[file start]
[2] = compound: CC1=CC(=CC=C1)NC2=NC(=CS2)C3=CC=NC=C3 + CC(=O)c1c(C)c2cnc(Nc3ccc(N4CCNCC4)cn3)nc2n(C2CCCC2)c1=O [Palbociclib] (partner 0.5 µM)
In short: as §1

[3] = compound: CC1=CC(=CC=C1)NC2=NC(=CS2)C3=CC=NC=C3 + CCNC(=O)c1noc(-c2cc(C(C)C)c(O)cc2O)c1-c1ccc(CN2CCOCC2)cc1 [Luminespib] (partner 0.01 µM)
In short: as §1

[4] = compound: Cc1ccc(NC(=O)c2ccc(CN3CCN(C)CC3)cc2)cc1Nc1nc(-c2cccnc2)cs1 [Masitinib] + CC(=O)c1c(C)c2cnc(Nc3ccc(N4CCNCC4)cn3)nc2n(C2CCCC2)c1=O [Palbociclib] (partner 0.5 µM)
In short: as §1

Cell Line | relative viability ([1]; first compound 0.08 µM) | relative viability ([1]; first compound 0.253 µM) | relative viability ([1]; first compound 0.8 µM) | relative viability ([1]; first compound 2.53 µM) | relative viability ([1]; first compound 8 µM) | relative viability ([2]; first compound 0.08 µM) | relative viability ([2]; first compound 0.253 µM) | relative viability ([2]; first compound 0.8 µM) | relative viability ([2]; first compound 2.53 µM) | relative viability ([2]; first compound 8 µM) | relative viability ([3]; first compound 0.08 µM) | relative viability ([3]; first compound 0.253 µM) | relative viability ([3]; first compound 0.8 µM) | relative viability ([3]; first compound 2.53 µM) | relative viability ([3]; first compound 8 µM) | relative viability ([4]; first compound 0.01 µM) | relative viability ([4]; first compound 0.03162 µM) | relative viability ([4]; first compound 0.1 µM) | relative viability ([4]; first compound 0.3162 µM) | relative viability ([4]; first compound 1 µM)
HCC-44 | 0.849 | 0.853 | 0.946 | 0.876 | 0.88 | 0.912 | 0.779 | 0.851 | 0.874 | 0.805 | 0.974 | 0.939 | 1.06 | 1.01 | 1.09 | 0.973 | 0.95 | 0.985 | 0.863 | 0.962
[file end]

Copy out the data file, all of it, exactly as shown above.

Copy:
[2] = compound: CC1=CC(=CC=C1)NC2=NC(=CS2)C3=CC=NC=C3 + CC(=O)c1c(C)c2cnc(Nc3ccc(N4CCNCC4)cn3)nc2n(C2CCCC2)c1=O [Palbociclib] (partner 0.5 µM)
In short: as §1

[3] = compound: CC1=CC(=CC=C1)NC2=NC(=CS2)C3=CC=NC=C3 + CCNC(=O)c1noc(-c2cc(C(C)C)c(O)cc2O)c1-c1ccc(CN2CCOCC2)cc1 [Luminespib] (partner 0.01 µM)
In short: as §1

[4] = compound: Cc1ccc(NC(=O)c2ccc(CN3CCN(C)CC3)cc2)cc1Nc1nc(-c2cccnc2)cs1 [Masitinib] + CC(=O)c1c(C)c2cnc(Nc3ccc(N4CCNCC4)cn3)nc2n(C2CCCC2)c1=O [Palbociclib] (partner 0.5 µM)
In short: as §1

Cell Line | relative viability ([1]; first compound 0.08 µM) | relative viability ([1]; first compound 0.253 µM) | relative viability ([1]; first compound 0.8 µM) | relative viability ([1]; first compound 2.53 µM) | relative viability ([1]; first compound 8 µM) | relative viability ([2]; first compound 0.08 µM) | relative viability ([2]; first compound 0.253 µM) | relative viability ([2]; first compound 0.8 µM) | relative viability ([2]; first compound 2.53 µM) | relative viability ([2]; first compound 8 µM) | relative viability ([3]; first compound 0.08 µM) | relative viability ([3]; first compound 0.253 µM) | relative viability ([3]; first compound 0.8 µM) | relative viability ([3]; first compound 2.53 µM) | relative viability ([3]; first compound 8 µM) | relative viability ([4]; first compound 0.01 µM) | relative viability ([4]; first compound 0.03162 µM) | relative viability ([4]; first compound 0.1 µM) | relative viability ([4]; first compound 0.3162 µM) | relative viability ([4]; first compound 1 µM)
HCC-44 | 0.849 | 0.853 | 0.946 | 0.876 | 0.88 | 0.912 | 0.779 | 0.851 | 0.874 | 0.805 | 0.974 | 0.939 | 1.06 | 1.01 | 1.09 | 0.973 | 0.95 | 0.985 | 0.863 | 0.962